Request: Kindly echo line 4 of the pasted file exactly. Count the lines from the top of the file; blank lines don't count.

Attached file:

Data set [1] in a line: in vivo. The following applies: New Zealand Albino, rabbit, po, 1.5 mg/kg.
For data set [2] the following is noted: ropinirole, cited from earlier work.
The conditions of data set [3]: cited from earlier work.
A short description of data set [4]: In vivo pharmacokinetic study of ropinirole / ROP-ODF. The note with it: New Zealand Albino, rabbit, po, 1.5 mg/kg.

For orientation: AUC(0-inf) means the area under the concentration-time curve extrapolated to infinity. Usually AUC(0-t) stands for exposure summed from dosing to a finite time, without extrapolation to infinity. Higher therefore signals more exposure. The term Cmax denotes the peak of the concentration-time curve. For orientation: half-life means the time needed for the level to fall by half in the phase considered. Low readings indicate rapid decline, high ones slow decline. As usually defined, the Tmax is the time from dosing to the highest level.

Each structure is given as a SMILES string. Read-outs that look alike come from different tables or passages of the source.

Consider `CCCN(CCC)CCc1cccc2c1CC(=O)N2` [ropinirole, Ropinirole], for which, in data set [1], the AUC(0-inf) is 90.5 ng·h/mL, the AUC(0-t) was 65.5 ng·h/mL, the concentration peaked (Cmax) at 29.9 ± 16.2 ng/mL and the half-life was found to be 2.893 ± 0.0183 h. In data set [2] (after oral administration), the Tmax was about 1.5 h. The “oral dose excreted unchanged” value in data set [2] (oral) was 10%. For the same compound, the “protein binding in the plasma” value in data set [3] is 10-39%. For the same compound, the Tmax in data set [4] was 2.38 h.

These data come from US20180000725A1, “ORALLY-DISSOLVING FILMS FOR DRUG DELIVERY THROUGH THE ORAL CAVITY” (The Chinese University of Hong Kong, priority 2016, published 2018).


A short description of data set [4]: In vivo pharmacokinetic study of ropinirole / ROP-ODF. The note with it: New Zealand Albino, rabbit, po, 1.5 mg/kg.